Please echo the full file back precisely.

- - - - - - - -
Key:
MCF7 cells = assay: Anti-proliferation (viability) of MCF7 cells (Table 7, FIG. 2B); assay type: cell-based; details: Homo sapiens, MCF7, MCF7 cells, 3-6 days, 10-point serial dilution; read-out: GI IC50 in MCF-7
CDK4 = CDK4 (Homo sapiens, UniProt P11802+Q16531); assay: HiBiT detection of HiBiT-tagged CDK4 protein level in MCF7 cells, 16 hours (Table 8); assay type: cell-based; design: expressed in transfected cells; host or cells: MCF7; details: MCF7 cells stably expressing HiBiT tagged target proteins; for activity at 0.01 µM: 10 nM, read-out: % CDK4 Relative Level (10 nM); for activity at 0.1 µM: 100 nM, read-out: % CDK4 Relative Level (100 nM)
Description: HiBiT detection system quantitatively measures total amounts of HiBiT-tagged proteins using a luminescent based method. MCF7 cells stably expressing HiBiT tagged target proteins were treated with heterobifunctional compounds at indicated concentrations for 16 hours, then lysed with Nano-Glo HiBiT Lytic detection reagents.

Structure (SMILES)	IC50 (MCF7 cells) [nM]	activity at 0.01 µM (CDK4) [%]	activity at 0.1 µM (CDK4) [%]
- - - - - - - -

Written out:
Key:
MCF7 cells = assay: Anti-proliferation (viability) of MCF7 cells (Table 7, FIG. 2B); assay type: cell-based; details: Homo sapiens, MCF7, MCF7 cells, 3-6 days, 10-point serial dilution; read-out: GI IC50 in MCF-7
CDK4 = CDK4 (Homo sapiens, UniProt P11802+Q16531); assay: HiBiT detection of HiBiT-tagged CDK4 protein level in MCF7 cells, 16 hours (Table 8); assay type: cell-based; design: expressed in transfected cells; host or cells: MCF7; details: MCF7 cells stably expressing HiBiT tagged target proteins; for activity at 0.01 µM: 10 nM, read-out: % CDK4 Relative Level (10 nM); for activity at 0.1 µM: 100 nM, read-out: % CDK4 Relative Level (100 nM)
Description: HiBiT detection system quantitatively measures total amounts of HiBiT-tagged proteins using a luminescent based method. MCF7 cells stably expressing HiBiT tagged target proteins were treated with heterobifunctional compounds at indicated concentrations for 16 hours, then lysed with Nano-Glo HiBiT Lytic detection reagents.

Structure (SMILES)	IC50 (MCF7 cells) [nM]	activity at 0.01 µM (CDK4) [%]	activity at 0.1 µM (CDK4) [%]